This study has an optimistic result that concludes with the potential of spirulina (Anthrospira platensis) as an effective antioxidant stress reliever that can act as a neuroprotectant. The variation in the culture conditions with nitrogen-enriched media increases the biomass content, and the considerable total phenolic content substantiates the antioxidant efficacy. Furthermore, the GC/MS assay reveals the specific phytocompounds present in the plant sample. Eight phytocompounds were common to the commercial sample, and this depicts that there was no deleterious change in the extrication with ethanol. The docking study delivers a note that the compounds can act as monoamine inhibitors. Butanoic acid, 3-hydroxy- exhibited a minimum binding energy score of −56.24 kcal/mol and dodecanamide furnished a value of −87.8 kcal/mol in the targeted active site. The central nervous system has a high oxygen consumption and low antioxidant defense activity. This study bestows a blend of vital compounds whose interactions are substantiated by in silico assay, which is endorsed by an in vivo study that examined the restoration ability of oxidative stress caused by the brain damage. Conversely, imperative research can elevate these compounds as psychoactive drugs with preclinical studies that can target various other mental ailments and pathological conditions. Downstream processing, purification, and standardization would bring in superior standard and claim its demand commercially.
Financial support and sponsorship
Conflicts of interest
There are no conflicts of interest.
| References|| |
Fujisawa T, Narikawa R, Okamoto S, Ehira S, Yoshimura H, Suzuki I, et al
. Genomic structure of an economically important cyanobacterium, arthrospira (spirulina) platensis NIES-39. DNA Res 2010;17:85-103.
Ciferri O Spirulina, the edible microorganism. Microbiol Rev 1983;47:551-78.
Alonso D, Maroto F Plants as chemical factories for the production of polyunsaturated fatty acids. Biotechnol Adv 2000;18:481-97.
Institute for Health Metrics and Evaluation (IHME). Global Burden of Disease Study 2010 (GBD 2010) results by cause 1990-2010. www.healthdata.org/gbd.
Grady, Meghan M, Stahl, Stephen M Practical guide for prescribing MAOIs: debunking myths and removing barriers. CNS Spectr 2012;17:2-10.
Rao TS, Sathyanarayana, Asha MR, Ramesh BN, Rao Jagannatha KS Understanding nutrition, depression and mental illnesses. Indian J Psychiatry 2008;50:77-82.
Costa JAV, Cozza KL, Oliveira L Different nitrogen source and growth responses of spirulina platensis in micro-environments. World J Microbiol Biotechnol 2001;17:439-42.
Singleton VL, Orthofer R, Lamuela-Raventos RM Analysis of total phenols and other oxidation substrates and antioxidants by means of Folin-Ciocalteau reagent. Methods Enzymol 1999;299:152-78.
Ordon-Ez AA, Gomez JD, Vattuone MA, Isla MI Antioxidant activities of Sechium edule
(Jacq.) Swart extracts. Food Chemistry 2006;97:452-28.
Benzie IFF, Strain JJ The ferric reducing ability of plasma (FRAP) as a measure of antioxidant power: the FRAP assay. Anal Biochem 1996;239:70-6.
Hye-ri Sim, Tae-Yong Choi, Hyo Jin Lee, Eun Young Kang Role of dopamine D2 receptors in plasticity of stress-induced addictive behaviours. Nat Commun 2013;4:1-61.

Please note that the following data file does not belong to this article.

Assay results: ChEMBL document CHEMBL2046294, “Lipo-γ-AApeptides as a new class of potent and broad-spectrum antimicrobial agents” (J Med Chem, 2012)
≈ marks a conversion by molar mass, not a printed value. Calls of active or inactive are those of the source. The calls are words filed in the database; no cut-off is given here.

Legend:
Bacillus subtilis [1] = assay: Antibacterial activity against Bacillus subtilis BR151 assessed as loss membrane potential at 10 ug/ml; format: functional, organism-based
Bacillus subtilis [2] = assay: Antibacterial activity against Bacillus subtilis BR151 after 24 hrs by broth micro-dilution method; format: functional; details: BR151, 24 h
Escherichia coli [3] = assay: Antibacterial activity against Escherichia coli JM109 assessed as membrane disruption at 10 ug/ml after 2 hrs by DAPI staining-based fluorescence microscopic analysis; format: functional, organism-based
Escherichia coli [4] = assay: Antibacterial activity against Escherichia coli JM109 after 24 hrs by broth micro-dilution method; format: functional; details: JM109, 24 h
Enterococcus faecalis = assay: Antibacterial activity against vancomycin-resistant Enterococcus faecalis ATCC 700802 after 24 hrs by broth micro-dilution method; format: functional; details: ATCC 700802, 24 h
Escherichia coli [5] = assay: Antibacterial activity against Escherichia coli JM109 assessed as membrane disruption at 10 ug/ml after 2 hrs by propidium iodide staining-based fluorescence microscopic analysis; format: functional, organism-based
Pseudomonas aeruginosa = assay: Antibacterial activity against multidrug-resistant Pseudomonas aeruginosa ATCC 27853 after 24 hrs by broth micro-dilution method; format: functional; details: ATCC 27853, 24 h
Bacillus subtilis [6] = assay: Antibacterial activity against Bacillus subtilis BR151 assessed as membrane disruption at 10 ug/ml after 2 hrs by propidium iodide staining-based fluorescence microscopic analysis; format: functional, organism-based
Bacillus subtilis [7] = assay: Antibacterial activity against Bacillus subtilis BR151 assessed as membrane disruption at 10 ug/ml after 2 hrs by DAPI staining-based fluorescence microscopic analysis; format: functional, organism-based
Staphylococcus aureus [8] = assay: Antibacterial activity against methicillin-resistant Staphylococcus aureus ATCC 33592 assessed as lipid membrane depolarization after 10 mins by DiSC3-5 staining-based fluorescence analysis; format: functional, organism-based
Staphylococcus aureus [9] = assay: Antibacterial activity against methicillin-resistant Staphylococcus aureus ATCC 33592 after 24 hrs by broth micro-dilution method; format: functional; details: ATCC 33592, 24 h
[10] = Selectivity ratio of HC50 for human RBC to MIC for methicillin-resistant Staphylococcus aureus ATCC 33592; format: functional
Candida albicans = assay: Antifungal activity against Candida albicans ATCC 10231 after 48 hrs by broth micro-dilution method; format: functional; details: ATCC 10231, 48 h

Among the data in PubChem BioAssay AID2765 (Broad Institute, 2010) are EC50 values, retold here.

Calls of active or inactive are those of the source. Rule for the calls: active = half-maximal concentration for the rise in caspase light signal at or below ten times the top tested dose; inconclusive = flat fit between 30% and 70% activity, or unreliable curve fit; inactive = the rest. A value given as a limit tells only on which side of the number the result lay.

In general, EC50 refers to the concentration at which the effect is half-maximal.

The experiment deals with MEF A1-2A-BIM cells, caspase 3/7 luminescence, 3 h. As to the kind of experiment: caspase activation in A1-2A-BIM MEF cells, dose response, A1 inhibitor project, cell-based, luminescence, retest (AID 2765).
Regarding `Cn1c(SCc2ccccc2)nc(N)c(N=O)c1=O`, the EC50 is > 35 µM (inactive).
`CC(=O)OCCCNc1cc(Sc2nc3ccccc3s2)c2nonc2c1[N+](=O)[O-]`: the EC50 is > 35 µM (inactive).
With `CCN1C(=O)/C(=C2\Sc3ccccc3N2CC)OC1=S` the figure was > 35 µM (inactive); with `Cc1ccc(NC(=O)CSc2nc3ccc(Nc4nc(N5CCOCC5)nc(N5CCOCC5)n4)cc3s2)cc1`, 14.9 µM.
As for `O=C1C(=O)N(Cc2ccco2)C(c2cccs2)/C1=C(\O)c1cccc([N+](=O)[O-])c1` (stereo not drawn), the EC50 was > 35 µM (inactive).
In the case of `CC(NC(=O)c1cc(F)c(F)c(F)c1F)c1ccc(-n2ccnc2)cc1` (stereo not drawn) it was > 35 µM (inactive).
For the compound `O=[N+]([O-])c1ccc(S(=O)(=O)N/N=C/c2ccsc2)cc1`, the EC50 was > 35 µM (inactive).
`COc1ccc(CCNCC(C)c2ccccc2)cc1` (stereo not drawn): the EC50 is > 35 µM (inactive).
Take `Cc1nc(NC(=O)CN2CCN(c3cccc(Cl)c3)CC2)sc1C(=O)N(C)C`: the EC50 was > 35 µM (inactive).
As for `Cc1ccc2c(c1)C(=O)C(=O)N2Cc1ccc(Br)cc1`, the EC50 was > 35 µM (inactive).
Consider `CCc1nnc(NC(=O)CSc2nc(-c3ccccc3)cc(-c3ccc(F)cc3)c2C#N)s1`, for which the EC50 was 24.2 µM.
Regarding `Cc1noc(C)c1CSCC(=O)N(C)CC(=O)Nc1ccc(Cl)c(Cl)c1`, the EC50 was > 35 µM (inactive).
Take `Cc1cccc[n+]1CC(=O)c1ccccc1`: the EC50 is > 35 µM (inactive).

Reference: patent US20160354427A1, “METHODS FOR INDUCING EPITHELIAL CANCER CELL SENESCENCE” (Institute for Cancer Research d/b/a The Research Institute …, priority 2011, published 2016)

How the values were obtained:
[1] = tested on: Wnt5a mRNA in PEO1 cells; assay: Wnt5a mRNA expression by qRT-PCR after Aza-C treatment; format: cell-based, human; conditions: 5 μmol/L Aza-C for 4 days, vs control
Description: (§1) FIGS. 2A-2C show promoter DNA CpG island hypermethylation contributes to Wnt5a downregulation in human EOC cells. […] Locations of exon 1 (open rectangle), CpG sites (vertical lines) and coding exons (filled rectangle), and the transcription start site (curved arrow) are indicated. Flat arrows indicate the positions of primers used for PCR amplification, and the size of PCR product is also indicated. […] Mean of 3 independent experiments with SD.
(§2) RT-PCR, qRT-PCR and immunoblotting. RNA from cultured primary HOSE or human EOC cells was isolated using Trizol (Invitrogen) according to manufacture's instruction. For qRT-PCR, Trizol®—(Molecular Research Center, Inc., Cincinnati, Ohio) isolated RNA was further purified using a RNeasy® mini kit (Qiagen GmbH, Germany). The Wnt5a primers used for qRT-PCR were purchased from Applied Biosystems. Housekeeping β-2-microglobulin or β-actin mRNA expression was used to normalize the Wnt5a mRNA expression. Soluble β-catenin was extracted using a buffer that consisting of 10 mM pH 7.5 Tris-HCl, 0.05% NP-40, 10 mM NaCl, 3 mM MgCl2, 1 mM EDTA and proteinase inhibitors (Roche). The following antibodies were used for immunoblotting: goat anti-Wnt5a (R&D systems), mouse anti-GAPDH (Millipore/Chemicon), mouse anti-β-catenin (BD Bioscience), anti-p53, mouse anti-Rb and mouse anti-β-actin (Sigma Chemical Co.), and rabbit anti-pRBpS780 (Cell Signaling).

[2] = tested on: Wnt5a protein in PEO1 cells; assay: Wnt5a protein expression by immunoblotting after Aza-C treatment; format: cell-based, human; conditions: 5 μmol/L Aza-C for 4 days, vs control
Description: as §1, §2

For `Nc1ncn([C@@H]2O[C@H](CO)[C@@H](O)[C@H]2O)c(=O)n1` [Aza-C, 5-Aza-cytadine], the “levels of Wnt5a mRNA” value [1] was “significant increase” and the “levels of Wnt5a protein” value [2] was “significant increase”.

Miranda MS, Cintra RG, Barros SBM, Filho JM Antioxidant activity of the microalga Spirulina maxima
. Braz J Med Biol Res 1998;31:1075-79.
Zheng W, Wang SY Antioxidant activity and phenolic compounds in selected herbs. J Agric Food Chem 2001;49:5165-70.
Djeridane A, Yousfi M, Nadjemi B, Boutassouma D, Stocker P, Vidal N Antioxidant activity of some Algerian medicinal plants extracts containing phenolic compounds. Food Chem 2006;97:654-60.
Parvin N, Nasima A, John LM, Sajeda B Spirulina culture in Bangladesh XII. Effects of different culture media, different culture vessels and different cultural conditions on coiled and straight filament characteristics of spirulina. BJSIR 2008;43:369-76.
Luximon-Ramma A, Bahorun T, Soobrattee AM, Aruoma OI Antioxidant activities of phenolic, proanthocyanidin and flavonoid components in extracts of Acacia fistula
. J Agric Food Chem 2005;50:5042-7.
Uma G, Balasubramaniam V GC-MS analysis of Nothapodytes nimmoniana
[J. Graham] Mabberly leaves. J Chem Pharm Res 2012;4:4417-19.
Morris GM, Goodsell, DS, Pique ME, Lindstrom WL, Huey R, Forli S AutoDock4 and auto DockTools4: automated docking with selective receptor flexibility. J Comput Chem 2009;30:2785-91.
Cosconati S, Marinelli L, Lavecchia A, Novellino E Characterizing the 1,4-dihydropyridines binding interactions in the L-type ca2+ channel: model construction and docking calculations. J Med Chem 2007;50:1504-13.
Storici P, De Biase D, Bossa F, Bruno S, Mozzarelli A, Peneff C, et al
. Structures of gamma-aminobutyric acid (GABA) aminotransferase, a pyridoxal 5’-phosphate, and [2fe-2S] cluster-containing enzyme, complexed with gamma-ethynyl-GABA and with the antiepilepsy drug vigabatrin. J Biol Chem 2004;279:363-73.
Tsuchiya M, Sako K, Yura S, Yonemasu Y Local cerebral glucose utilization following acute and chronic bilateral carotid artery ligation in Wistar rats, relation to changes in local cerebral blood flow. Exp Brain Res 1993;95:1-7.
Kerins DM, Robertson RM, Robertson D Drugs used for treatment of myocardial ischemia. In: Hardman JG, Limbard LE. The pharmacological basis of therapeutics. New York: McGraw-Hill; 1993. p. 843-70.
[Figure 1], [Figure 2], [Figure 3], [Figure 4], [Figure 5]
[Table 1], [Table 2], [Table 3], [Table 4], [Table 5]